Apologies to my Sunday Standard readership. A tech breakdown stopped this article reaching the newsroom. The column resumes next week.
A week in South Africa with social justice activists ignited in me again the power of leadership and community action. Convened by the Social Change Initiative, we came from Cape Town, Gaborone, Dublin, Nairobi and New York and elsewhere to discuss how to deepen democracy, make policing safer and empower displaced populations. The discussions offer much for Kenya fresh out from the recent General Elections.
Any visitor to South Africa quickly feels the uncertainty of their impending General Elections in 2019. Later this month, President Jacob Zuma’s successor will probably be chosen in the 54th National Conference of the African National Congress. However, growing mass disillusionment with huge corruption scandals and nepotism around the Presidency and the Government’s inability to generate jobs and essential services present new openings for opposition parties like the Economic Freedom Fighters and Democratic Alliance. Drunk with power and unable to make a mid-course correction, the 105-year-old party of the late Nelson Mandela is more vulnerable than it has ever been. Smelling blood, the opposition circles in for the kill.
Like Kenya, the lungs of South African cities have always been its informal settlements. Khayelitsha (pronounced Kai-litsha) is the most famous in Cape Town. Its 400,000 residents earn just under Kshs 16,000 a month on average. Crime, gang warfare and gender-based violence are rife. Essential services like water and sanitation are inadequate. Desperate for a change, residents supported by the Social Justice Coalition have prosecuted the Police for not allocating enough resources to keeping the community safe. They argue more police resources can be found in the less populated and richer neighborhoods. Inequality is real and the ANC Government has not got it right yet.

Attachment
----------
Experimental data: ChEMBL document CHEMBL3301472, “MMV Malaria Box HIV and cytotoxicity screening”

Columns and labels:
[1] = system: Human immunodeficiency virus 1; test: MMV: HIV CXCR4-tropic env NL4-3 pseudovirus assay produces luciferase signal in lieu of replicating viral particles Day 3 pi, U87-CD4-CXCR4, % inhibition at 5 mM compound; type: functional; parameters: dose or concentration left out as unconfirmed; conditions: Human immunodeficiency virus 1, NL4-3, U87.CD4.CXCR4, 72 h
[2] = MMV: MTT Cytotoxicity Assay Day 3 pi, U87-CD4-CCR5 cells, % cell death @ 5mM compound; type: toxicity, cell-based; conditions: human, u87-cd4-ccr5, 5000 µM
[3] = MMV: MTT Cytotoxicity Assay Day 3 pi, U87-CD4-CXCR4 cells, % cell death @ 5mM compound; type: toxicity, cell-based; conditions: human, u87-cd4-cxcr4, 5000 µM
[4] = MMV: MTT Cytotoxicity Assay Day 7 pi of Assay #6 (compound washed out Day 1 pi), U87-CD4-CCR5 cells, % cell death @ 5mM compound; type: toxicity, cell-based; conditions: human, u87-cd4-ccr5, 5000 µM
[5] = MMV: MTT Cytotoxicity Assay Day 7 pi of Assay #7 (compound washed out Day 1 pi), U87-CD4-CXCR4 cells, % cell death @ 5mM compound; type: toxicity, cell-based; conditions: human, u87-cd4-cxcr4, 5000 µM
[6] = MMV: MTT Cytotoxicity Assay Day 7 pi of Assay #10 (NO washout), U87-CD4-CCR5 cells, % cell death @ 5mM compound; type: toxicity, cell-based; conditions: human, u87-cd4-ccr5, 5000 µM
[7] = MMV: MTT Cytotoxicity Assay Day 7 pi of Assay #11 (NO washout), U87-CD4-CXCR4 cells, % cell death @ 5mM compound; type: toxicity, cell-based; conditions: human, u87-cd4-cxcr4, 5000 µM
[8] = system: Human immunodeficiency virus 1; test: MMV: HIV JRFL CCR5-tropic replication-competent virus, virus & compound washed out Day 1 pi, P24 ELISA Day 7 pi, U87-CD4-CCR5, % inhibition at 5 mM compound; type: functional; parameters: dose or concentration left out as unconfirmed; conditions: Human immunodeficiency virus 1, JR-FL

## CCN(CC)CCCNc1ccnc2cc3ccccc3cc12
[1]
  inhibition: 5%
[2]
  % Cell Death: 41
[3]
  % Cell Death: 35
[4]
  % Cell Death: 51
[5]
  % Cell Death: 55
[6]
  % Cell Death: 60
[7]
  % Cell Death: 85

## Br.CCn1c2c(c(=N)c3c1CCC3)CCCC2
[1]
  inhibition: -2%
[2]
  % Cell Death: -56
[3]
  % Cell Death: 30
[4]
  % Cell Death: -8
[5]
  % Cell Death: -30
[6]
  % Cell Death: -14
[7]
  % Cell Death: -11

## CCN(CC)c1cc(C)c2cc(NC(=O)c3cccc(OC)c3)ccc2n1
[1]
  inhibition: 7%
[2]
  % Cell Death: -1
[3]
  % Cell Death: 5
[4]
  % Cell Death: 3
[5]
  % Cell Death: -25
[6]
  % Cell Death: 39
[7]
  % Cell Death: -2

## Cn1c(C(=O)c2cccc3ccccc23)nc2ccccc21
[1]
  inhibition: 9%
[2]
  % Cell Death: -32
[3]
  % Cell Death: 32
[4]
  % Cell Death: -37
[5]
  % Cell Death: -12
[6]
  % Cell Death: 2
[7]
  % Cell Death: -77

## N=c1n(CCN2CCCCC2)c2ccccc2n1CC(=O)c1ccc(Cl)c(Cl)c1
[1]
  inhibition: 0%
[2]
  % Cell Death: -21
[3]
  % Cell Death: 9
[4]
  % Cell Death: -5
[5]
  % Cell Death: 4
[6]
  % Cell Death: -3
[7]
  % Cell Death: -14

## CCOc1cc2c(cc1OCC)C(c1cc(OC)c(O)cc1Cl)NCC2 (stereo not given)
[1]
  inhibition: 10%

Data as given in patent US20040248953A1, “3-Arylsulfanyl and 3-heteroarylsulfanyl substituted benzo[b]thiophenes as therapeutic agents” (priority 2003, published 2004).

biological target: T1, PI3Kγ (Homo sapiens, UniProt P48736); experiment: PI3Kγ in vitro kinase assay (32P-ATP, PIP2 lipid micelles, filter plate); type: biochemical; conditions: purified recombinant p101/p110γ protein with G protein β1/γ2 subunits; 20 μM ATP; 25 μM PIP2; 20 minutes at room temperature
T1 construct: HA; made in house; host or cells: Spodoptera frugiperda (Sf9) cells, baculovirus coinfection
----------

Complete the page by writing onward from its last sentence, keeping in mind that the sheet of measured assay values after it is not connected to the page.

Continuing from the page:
The District 6 museum stands in the heart of Cape Town. Before it was declared a whites-only area in the sixties, District 6 was a relatively cosmopolitan neighborhood of Cape Malays, Xhosa, English and Afrikaans-speaking whites and Indians. By 1983, 60,000 men, women and children had been bull-dozed and forcibly evicted from District 6. Residents established a Museum and Foundation in 1994 and the Hands Off District 6 Committee mobilised to stop investment and re-development for whites only. In 2008, President Mandela handed keys to the first of the families to return to District 6. Collective action by community organisers and the state rectified a historical grievance.
Like South Africa, Kenya grapples with bad governance, corruption, inequalities and historical grievances. Our community leaders, like theirs, grow weary of a political economy that leaves millions excluded and deeply frustrated. As our youth become disillusioned with our public offices and insurrectionist, representative democracy matters less. Jay Naidoo’s recent observations that violent destruction has become a legitimate way of expressing grievance in South Africa applies equally to Kenya. Violence is seeping into both of our political cultures. In these circumstances, keeping hope alive and non-violent, constructive engagement becomes more difficult.
Reflecting on this and other challenges, Stephanie Leonard reminded me of Bayard Rustin. A gay civil rights activist, Rustin was Martin Luther King jr.’s mentor and strategist. It was Rustin’s strategic brilliance that crafted the Montgomery Bus Boycott and the famous march on Washington from where King Jr. would declare his famous “I have a dream” speech. He was known for simplifying complex civil rights issues into only three questions, what is the main problem, what change is needed and who has the power to make it happen?
Twenty-six years after he died, President Barack Obama posthumously awarded him America’s highest civilian award, the Presidential Medal of Freedom. Rustin’s greatest example to us lies in the courage he took to be his authentic self when the world was not ready for his vision, values or choices. Today, he would probably argue, it is not our job to make those who discriminate, exclude or steal from the public comfortable. It is our responsibility to make them uncomfortable until the world we want, becomes a reality.
This month, your County Government seeks your guidance on how to spend your taxes. This moment only comes once every five years. The County Integrated Development Plans (CIDP) will frame your County Government’s investment in your family and community. Under investment and the denial of essential services leaves the communities of Khayelitsha with little dignity or rights. If you and your community do not speak up like District 6, how will the world you both want, show up? #ChoosePowerfully
December 3, 2017